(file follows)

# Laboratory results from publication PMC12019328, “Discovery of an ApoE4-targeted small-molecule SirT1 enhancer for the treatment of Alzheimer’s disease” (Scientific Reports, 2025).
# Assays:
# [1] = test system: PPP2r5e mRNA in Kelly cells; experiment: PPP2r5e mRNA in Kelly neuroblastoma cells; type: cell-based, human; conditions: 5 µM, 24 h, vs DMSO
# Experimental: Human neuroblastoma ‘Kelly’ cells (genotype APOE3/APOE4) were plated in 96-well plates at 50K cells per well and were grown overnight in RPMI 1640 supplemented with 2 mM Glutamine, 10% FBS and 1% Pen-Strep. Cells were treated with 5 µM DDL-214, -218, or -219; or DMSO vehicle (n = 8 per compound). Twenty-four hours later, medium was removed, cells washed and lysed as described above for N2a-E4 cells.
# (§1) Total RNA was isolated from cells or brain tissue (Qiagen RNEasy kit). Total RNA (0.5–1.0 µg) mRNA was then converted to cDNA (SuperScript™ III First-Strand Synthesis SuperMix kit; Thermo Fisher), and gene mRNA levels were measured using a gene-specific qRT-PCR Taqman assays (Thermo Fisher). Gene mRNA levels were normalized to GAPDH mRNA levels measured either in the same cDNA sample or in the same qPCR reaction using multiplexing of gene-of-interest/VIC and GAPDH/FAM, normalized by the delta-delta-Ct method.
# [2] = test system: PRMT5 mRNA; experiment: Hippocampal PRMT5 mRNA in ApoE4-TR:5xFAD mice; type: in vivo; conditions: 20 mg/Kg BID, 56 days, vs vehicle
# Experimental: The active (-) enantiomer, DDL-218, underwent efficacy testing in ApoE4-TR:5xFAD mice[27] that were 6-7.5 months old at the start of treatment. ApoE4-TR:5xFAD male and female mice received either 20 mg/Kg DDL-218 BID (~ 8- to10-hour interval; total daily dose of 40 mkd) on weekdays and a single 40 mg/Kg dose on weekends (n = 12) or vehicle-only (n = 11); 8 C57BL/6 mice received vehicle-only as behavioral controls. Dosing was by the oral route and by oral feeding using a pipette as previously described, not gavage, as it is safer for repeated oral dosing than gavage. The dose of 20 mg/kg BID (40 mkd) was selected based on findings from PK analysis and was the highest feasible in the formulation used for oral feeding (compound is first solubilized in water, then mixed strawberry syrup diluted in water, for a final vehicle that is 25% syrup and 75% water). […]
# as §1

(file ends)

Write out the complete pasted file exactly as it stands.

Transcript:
# Laboratory results from publication PMC12019328, “Discovery of an ApoE4-targeted small-molecule SirT1 enhancer for the treatment of Alzheimer’s disease” (Scientific Reports, 2025).
# Assays:
# [1] = test system: PPP2r5e mRNA in Kelly cells; experiment: PPP2r5e mRNA in Kelly neuroblastoma cells; type: cell-based, human; conditions: 5 µM, 24 h, vs DMSO
# Experimental: Human neuroblastoma ‘Kelly’ cells (genotype APOE3/APOE4) were plated in 96-well plates at 50K cells per well and were grown overnight in RPMI 1640 supplemented with 2 mM Glutamine, 10% FBS and 1% Pen-Strep. Cells were treated with 5 µM DDL-214, -218, or -219; or DMSO vehicle (n = 8 per compound). Twenty-four hours later, medium was removed, cells washed and lysed as described above for N2a-E4 cells.
# (§1) Total RNA was isolated from cells or brain tissue (Qiagen RNEasy kit). Total RNA (0.5–1.0 µg) mRNA was then converted to cDNA (SuperScript™ III First-Strand Synthesis SuperMix kit; Thermo Fisher), and gene mRNA levels were measured using a gene-specific qRT-PCR Taqman assays (Thermo Fisher). Gene mRNA levels were normalized to GAPDH mRNA levels measured either in the same cDNA sample or in the same qPCR reaction using multiplexing of gene-of-interest/VIC and GAPDH/FAM, normalized by the delta-delta-Ct method.
# [2] = test system: PRMT5 mRNA; experiment: Hippocampal PRMT5 mRNA in ApoE4-TR:5xFAD mice; type: in vivo; conditions: 20 mg/Kg BID, 56 days, vs vehicle
# Experimental: The active (-) enantiomer, DDL-218, underwent efficacy testing in ApoE4-TR:5xFAD mice[27] that were 6-7.5 months old at the start of treatment. ApoE4-TR:5xFAD male and female mice received either 20 mg/Kg DDL-218 BID (~ 8- to10-hour interval; total daily dose of 40 mkd) on weekdays and a single 40 mg/Kg dose on weekends (n = 12) or vehicle-only (n = 11); 8 C57BL/6 mice received vehicle-only as behavioral controls. Dosing was by the oral route and by oral feeding using a pipette as previously described, not gavage, as it is safer for repeated oral dosing than gavage. The dose of 20 mg/kg BID (40 mkd) was selected based on findings from PK analysis and was the highest feasible in the formulation used for oral feeding (compound is first solubilized in water, then mixed strawberry syrup diluted in water, for a final vehicle that is 25% syrup and 75% water). […]
# as §1